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St Giles, Aston, Herefordshire

Location
(52°20′29″N, 2°47′33″W)
Aston
SO 461 718
pre-1974 traditional (England and Wales) Herefordshire
now Herefordshire
medieval Hereford
now Hereford
  • Ron Baxter
10 July 2012
Description

Aston, known as Pipe Aston locally, is a small village in the far north of the county, 8 miles N of Leominster and a mile from the Shropshire border. The church is a small 12thc 2-celled building with a later S vestry to the nave. Plain Norman lancets survive in nave and chancel, but the upper levels of the chancel were rebuilt in the 13thc. There is a single bell-cote over the W gable. The nave has 12thc N and S doorways - the N, facing the village street, is elaborately carved, while the S is plain, and now serves as the internal entrance to the vestry. There are plain round headed lancets in the lateral nave and chancel walls, but the sawtooth-decorated W windows are 19thc. Construction is of buff sandstone coursed rubble with some contrasting red sandstone in the dressings. Romanesque features recorded here are the two nave doorways and the font

History

Aston was held by Ralph de Mortimer in 1086, and before the Conquest 5 men held it as 3 manors. It was assessed at 3 hides

Features

Exterior Features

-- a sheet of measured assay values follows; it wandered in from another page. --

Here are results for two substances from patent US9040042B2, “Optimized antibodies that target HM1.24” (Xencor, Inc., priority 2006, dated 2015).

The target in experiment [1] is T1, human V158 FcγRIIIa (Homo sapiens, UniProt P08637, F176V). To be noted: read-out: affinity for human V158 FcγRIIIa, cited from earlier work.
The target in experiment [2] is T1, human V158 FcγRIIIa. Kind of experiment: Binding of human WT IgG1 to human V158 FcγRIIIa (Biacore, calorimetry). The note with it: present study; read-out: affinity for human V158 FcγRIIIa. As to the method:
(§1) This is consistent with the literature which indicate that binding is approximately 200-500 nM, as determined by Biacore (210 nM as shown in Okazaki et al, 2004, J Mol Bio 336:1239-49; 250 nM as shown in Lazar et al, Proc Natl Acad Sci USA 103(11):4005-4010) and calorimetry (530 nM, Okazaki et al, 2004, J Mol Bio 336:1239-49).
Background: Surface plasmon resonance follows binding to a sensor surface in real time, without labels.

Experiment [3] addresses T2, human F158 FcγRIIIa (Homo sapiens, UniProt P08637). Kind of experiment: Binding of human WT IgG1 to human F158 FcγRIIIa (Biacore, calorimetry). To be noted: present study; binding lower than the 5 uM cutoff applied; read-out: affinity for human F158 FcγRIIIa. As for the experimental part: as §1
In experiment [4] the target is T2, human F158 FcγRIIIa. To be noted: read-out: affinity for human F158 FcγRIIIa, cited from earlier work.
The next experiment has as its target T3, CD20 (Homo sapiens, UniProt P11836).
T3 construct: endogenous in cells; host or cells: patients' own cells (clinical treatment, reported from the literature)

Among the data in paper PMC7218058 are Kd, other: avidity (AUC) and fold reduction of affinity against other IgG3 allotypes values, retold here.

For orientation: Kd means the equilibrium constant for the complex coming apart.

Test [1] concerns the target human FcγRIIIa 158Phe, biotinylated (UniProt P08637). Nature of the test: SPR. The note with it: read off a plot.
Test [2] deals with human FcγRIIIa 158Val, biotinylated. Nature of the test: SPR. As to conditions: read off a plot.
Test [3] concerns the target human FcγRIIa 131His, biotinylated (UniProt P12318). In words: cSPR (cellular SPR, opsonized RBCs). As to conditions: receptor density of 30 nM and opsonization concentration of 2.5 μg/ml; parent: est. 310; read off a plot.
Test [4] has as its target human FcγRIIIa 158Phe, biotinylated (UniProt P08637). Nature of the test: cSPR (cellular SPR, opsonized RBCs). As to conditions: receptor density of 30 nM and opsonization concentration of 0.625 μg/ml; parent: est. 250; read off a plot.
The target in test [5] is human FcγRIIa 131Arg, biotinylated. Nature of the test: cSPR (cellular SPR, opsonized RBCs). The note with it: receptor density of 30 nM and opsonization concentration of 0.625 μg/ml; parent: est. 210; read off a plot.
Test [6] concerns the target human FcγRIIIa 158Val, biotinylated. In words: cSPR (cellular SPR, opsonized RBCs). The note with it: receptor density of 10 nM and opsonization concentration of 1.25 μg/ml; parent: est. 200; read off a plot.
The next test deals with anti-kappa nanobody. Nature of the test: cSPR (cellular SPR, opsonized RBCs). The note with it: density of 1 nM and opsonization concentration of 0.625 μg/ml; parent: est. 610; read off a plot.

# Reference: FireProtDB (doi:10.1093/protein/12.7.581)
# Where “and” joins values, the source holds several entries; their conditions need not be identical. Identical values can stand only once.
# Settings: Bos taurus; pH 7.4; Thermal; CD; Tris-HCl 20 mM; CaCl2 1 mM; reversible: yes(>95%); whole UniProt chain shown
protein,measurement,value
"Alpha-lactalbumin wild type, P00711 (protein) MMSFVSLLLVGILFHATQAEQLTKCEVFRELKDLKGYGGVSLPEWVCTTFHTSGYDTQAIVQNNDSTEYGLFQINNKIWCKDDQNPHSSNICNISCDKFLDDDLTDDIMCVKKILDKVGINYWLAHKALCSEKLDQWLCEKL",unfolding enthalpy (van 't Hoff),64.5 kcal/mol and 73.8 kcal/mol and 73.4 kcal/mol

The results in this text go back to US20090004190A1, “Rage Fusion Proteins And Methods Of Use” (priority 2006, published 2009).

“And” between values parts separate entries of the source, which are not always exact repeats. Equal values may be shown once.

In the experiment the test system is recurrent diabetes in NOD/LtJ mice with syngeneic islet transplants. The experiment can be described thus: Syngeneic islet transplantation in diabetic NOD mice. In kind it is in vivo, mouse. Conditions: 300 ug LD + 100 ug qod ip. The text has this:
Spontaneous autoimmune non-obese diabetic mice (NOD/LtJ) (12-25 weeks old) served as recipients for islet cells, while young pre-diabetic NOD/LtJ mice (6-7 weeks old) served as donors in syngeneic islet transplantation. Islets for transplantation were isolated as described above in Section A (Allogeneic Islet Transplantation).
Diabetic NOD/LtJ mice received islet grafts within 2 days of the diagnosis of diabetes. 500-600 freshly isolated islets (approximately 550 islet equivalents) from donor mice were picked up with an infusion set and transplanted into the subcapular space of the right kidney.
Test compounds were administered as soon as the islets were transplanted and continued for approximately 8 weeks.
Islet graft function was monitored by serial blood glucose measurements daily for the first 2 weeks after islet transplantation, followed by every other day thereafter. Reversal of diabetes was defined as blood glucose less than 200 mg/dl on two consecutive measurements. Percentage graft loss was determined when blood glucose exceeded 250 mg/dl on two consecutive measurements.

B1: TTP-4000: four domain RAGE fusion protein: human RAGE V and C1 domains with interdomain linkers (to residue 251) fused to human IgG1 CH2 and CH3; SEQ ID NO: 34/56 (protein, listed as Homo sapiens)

Doorways

Furnishings

Fonts

Comments/Opinions

The carver of the doorway and font, named the Aston Master by George Zarnecki, played a crucial role in the formation of the Herefordshire School of sculpture, and work comparable with this can be easily recognised at Shobdon, Kilpeck, Ribbesford (Worcestershire) and Stottesdon (Salop). Thurlby has suggested that the Aston Master was trained at Hereford Cathedral. The pecking bird motif is a recurrent feature of that workshop. The font was clearly adapted to that use from another where it was inverted, and the suggestion of a cross foot, made by Thurlby and followed by Brooks, is the likeliest. Thurlby suggests that the relative dating of Shobdon and Aston is moot, implying similar dates in the early 1130s for both.

Bibliography

A. Brooks and N. Pevsner, The Buildings of England: Herefordshire. New Haven and London 2012, 555-56 (under Pipe Aston).

N. Pevsner, The Buildings of England: Herefordshire. Harmondsworth 1963, 67.

M. Thurlby, The Herefordshire School of Romanesque Sculpture. Logaston 1999, 87-90 and passim.

G. Zarnecki, Regional Schools of English Sculpture in the Twelfth Century: the Southern School and the Herefordshire School. Unpublished PhD thesis, University of London, 1950, 228-31 and passim